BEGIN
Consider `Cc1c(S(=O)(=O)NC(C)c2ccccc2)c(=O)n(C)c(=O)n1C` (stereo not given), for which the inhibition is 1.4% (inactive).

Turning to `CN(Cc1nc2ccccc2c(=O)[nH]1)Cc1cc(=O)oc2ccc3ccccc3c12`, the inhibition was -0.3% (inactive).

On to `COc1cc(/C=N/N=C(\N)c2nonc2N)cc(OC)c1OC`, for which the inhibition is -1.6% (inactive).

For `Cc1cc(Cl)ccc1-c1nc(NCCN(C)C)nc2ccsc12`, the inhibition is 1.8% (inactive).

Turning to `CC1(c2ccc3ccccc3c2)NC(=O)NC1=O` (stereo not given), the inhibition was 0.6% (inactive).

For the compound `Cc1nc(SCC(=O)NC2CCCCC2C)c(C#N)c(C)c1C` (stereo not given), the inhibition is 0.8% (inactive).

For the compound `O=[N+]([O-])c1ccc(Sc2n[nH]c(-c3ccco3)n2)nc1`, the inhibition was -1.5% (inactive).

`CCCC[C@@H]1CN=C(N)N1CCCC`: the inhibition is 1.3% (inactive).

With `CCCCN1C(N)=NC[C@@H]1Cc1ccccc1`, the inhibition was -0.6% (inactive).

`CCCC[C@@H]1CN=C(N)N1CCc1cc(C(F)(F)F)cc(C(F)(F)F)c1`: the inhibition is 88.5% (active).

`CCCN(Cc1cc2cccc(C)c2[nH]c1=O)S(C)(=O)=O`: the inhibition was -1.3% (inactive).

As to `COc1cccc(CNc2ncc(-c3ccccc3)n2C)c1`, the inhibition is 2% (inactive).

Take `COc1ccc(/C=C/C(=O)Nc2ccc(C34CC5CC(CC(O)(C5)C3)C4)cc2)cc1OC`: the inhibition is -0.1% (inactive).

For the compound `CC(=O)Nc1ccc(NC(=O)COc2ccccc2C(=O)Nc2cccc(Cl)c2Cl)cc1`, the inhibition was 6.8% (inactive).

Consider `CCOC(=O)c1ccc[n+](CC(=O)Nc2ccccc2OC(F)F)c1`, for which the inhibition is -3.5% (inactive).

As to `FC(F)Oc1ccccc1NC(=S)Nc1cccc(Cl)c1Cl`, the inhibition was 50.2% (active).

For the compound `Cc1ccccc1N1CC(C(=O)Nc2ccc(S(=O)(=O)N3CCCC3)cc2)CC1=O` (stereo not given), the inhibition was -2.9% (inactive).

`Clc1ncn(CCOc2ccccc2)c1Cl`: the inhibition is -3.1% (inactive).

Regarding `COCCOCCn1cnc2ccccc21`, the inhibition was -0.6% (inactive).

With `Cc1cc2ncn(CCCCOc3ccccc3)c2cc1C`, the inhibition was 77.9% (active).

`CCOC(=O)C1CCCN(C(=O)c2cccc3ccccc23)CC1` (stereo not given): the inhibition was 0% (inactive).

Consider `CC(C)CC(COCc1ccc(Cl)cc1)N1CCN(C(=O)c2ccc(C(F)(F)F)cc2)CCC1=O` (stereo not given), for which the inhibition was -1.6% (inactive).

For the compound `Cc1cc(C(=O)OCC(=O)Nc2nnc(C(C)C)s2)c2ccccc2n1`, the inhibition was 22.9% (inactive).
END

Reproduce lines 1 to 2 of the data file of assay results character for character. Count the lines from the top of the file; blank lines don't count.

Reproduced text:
Consider `Cc1c(S(=O)(=O)NC(C)c2ccccc2)c(=O)n(C)c(=O)n1C` (stereo not given), for which the inhibition is 1.4% (inactive).

Turning to `CN(Cc1nc2ccccc2c(=O)[nH]1)Cc1cc(=O)oc2ccc3ccccc3c12`, the inhibition was -0.3% (inactive).